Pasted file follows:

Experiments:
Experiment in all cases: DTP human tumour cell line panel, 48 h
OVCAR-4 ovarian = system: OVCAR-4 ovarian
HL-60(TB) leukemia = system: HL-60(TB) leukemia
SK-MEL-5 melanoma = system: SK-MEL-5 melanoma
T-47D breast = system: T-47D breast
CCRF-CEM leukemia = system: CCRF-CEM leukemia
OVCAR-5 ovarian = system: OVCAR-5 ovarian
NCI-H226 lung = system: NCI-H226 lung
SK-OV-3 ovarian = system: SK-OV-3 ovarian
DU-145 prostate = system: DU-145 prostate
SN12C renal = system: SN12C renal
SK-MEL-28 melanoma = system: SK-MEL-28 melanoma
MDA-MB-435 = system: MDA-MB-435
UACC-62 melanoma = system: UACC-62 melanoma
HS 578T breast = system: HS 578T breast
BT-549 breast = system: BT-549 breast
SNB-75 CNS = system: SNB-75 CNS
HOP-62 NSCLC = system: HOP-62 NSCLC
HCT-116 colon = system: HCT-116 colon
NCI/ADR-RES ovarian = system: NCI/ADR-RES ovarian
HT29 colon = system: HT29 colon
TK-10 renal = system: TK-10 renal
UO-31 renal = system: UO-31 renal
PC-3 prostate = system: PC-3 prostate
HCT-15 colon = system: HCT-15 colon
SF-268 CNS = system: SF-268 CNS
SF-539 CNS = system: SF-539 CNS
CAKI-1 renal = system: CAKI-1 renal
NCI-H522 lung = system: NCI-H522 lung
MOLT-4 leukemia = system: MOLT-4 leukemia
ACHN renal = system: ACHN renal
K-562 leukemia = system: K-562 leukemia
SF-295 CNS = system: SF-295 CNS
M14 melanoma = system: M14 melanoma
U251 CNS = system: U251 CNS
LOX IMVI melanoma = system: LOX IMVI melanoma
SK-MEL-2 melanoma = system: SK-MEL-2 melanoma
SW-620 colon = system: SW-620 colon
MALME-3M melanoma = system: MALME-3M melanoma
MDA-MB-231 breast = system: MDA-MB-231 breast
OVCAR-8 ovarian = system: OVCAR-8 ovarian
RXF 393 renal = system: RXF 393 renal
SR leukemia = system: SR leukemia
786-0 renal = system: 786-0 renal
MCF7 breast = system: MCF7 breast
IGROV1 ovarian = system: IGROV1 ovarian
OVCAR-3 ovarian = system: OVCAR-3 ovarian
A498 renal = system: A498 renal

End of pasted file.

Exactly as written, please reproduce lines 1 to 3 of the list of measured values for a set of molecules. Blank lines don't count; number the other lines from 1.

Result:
Experiments:
Experiment in all cases: DTP human tumour cell line panel, 48 h
OVCAR-4 ovarian = system: OVCAR-4 ovarian